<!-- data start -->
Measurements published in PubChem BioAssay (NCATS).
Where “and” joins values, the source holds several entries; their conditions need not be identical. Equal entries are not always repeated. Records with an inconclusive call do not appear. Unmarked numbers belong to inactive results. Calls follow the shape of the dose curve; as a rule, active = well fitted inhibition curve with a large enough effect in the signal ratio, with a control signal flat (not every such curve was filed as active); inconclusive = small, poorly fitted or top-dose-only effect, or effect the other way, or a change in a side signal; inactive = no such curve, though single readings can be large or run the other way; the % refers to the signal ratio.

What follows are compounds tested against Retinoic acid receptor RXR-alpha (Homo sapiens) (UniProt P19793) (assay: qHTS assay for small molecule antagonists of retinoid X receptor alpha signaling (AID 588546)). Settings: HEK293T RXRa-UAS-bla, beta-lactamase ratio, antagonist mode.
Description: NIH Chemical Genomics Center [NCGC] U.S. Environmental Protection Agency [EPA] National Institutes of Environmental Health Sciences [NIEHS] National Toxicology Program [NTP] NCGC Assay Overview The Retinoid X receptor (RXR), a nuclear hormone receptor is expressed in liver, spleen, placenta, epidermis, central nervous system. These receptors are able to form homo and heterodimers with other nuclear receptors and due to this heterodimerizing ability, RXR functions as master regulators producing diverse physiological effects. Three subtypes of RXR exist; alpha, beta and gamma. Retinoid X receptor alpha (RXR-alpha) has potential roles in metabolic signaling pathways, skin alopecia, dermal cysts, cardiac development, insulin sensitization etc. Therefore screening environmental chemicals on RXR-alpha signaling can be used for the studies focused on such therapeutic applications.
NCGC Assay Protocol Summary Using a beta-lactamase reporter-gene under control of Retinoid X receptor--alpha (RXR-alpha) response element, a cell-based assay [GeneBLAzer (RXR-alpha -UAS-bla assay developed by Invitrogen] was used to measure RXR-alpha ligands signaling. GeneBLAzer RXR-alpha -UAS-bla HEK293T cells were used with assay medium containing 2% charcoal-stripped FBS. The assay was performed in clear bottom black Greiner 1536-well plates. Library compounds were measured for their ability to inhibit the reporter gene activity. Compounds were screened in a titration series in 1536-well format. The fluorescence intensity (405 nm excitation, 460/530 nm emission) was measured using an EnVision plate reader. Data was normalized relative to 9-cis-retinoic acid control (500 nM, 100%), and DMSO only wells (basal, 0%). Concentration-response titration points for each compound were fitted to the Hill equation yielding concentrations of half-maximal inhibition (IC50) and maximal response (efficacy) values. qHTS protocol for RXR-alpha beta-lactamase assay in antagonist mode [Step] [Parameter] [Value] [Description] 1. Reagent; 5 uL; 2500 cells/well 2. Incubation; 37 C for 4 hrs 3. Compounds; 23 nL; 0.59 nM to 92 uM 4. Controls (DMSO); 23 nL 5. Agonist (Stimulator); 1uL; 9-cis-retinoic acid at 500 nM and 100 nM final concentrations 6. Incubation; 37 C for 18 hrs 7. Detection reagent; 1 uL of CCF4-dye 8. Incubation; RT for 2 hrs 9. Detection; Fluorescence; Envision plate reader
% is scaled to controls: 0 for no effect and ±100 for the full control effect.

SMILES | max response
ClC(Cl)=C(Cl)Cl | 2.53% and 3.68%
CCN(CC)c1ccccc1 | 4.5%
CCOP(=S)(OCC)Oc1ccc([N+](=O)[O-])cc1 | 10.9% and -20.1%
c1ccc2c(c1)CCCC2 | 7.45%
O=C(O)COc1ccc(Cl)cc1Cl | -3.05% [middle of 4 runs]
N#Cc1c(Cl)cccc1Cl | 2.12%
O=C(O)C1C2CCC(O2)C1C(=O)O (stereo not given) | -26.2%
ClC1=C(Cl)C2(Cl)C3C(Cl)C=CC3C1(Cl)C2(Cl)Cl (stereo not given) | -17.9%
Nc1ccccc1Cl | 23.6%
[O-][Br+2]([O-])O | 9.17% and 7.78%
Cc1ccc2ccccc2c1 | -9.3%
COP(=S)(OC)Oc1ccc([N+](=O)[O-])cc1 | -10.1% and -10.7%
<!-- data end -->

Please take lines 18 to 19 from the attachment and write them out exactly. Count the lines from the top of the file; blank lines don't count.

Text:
Cc1ccc2ccccc2c1 | -9.3%
COP(=S)(OC)Oc1ccc([N+](=O)[O-])cc1 | -10.1% and -10.7%